From Quasten’s Patrology 4, p.572:
According to Jerome (De vir. into 97), Fortunatianus, an African was bishop of Aquileia in the mid-fourth century at the time of the Emperor Constantius. and Pope Liberius. He died, it seems, shortly before 368. Fortunatianus was at first a strong defender of Nicene orthodoxy and received Athanasius as a guest at Aquileia after the Synod of Serdica of 343. However, at the time of the council at Milan in 355, he succumbed to the threats of Constantius and signed the condemnation of Athanasius. He subsequently proved instrumental in persuading the exiled Pope Liberius to sign the Arian creed of Sirmium of 357.
There remain only three fragments of Fortunatianus’ commentary on the Gospels, which Jerome describes as a “margaritam de evangelio” (Ep. 10, 3) and which he read in preparation for his own commentary on the Gospel of Matthew (praef: PL 26, 20C).
Editions: Cf. CPL 104. — A. Wilmart, B. Bischoff, CCL 9(1957)365-370. — PLS I, 239, 217.
Studies: L. Duchesne, Libere et Fortunatien: MAH 28(1908)31-78 (cf. P. Glorieux, Hilaire et Libere: MSR 17-34). – J. Lemarie, Italie. Aquilee: DSp 7(1971 )2161.
This is the entire entry for this obscure 4th century bishop and his now lost “pearl on the gospel”.
Why do I give this?
Today I discovered the CSEL site at the university of Salzburg, and the following page contained these interesting remarks.
An anonymous commentary on the Gospels in MS Köln, Erzbischöfliche Diözesan- und Dombibl. 17 (s. IX1/3) has now been identified by Lukas J. Dorfbauer as the work of bishop Fortunatianus of Aquileia.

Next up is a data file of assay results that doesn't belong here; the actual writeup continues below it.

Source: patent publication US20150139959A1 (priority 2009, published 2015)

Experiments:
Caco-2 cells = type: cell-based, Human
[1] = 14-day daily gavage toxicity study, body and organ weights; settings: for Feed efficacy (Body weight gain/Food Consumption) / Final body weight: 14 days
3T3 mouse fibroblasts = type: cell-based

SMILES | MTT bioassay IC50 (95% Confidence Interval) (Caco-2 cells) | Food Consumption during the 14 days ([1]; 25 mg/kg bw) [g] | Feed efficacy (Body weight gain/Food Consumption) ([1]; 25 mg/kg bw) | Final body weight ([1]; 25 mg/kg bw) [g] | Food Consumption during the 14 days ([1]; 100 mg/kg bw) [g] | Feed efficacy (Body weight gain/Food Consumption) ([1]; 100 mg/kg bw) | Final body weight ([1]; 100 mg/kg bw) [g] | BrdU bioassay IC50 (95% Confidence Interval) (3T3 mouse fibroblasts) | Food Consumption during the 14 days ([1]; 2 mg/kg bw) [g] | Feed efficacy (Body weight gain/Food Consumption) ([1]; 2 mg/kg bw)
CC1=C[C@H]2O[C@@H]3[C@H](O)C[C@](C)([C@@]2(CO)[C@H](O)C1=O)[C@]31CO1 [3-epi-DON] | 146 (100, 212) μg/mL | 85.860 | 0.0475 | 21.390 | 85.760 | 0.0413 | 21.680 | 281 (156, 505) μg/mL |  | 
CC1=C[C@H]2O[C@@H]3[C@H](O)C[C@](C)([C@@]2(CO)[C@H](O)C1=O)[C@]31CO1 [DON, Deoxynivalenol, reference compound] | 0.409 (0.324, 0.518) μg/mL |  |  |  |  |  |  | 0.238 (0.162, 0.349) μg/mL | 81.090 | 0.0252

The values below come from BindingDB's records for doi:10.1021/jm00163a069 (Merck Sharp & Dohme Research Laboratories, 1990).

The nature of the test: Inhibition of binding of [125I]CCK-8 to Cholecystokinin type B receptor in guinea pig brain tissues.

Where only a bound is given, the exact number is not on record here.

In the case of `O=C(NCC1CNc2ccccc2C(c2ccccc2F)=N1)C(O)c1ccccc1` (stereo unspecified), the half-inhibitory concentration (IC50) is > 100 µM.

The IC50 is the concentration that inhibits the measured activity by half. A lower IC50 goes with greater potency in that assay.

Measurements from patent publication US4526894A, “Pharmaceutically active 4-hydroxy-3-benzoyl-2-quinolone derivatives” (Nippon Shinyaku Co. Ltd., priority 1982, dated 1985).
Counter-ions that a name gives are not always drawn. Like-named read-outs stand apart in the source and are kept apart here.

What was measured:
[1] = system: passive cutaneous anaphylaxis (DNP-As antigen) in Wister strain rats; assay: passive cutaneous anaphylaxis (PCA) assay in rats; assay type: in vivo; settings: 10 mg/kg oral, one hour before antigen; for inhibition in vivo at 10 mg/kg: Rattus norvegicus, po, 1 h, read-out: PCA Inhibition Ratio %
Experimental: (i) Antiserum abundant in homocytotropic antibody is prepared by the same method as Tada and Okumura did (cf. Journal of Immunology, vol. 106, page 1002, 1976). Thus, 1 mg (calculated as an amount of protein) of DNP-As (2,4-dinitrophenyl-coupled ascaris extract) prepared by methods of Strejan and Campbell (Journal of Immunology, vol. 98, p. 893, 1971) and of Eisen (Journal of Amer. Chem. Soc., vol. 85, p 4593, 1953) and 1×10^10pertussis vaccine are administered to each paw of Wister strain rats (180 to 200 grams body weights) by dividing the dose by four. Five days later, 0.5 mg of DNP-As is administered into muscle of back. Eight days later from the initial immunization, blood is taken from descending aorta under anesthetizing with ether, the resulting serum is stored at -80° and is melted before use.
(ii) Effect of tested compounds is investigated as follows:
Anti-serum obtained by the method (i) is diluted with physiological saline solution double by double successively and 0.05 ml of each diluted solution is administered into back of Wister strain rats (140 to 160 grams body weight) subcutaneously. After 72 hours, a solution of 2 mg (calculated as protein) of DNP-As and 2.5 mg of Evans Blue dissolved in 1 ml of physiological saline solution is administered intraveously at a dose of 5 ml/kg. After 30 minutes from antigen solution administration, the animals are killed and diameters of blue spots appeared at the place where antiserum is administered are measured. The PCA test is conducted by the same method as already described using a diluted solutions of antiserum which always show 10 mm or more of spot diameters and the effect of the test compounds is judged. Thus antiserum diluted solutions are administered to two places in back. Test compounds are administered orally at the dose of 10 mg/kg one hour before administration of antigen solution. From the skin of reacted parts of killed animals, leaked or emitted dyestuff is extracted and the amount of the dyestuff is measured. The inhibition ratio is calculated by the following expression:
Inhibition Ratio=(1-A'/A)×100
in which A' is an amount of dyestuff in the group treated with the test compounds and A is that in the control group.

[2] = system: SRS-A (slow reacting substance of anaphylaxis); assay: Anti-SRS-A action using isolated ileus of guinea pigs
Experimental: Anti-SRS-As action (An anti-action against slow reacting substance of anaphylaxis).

It was thought that this commentary, of which only three fragments were known, had already been lost in its entirety by Carolingian times.
Thus, Fortunatianus’ work becomes the apparently oldest commentary on the Gospels written in the Latin West which is still extant; it amplifies our knowledge of ancient Christianity and its literature in many respects.
A critical edition of the text – in fact, the “editio princeps” – is currently in preparation for the CSEL. For now, please cf.
- L. J. Dorfbauer, Der Evangelienkommentar des Bischofs Fortunatian von Aquileia (Mitte 4. Jh.). Ein Neufund auf dem Gebiet der patristischen Literatur, Wiener Studien 126 (2013), 177-198).
- Ders., Der Codex Köln, Erzbischöfliche Diözesan- und Dombibl. 17. Ein Beitrag zur Überlieferung des Evangelienkommentars des Bischofs Fortunatian von Aquileia, to be published in: Mittelalterliche Handschriften der Kölner Dombibliothek. Fünftes Symposion November 2012 (estimated for 2014).
A full digital reproduction of the manuscript in question can be found online via the homepage of Codices Electronici Ecclesiae Coloniensis: http://www.ceec.uni-koeln.de/
Well done, the CSEL, for giving the link to the online manuscript, rather than meanly concealing it. It means that the text is accessible, if not in critical form.
It is always a delight to see something rescued from the losses of antiquity. Congratulations Dr. Dorfbauer and the CSEL. You have done something well worth doing.
I wonder if anyone will translate it into English?
29 thoughts on “Fortunatianus of Aquileia and his lost gospel commentary”
What a wonderful find, thank you for letting us know. I’m looking forward to reading it.
It’s very cheering, isn’t it?
Wonderful news! This kind of thing puts a spring into one’s step. One more precious text salvaged from the shipwreck of antiquity.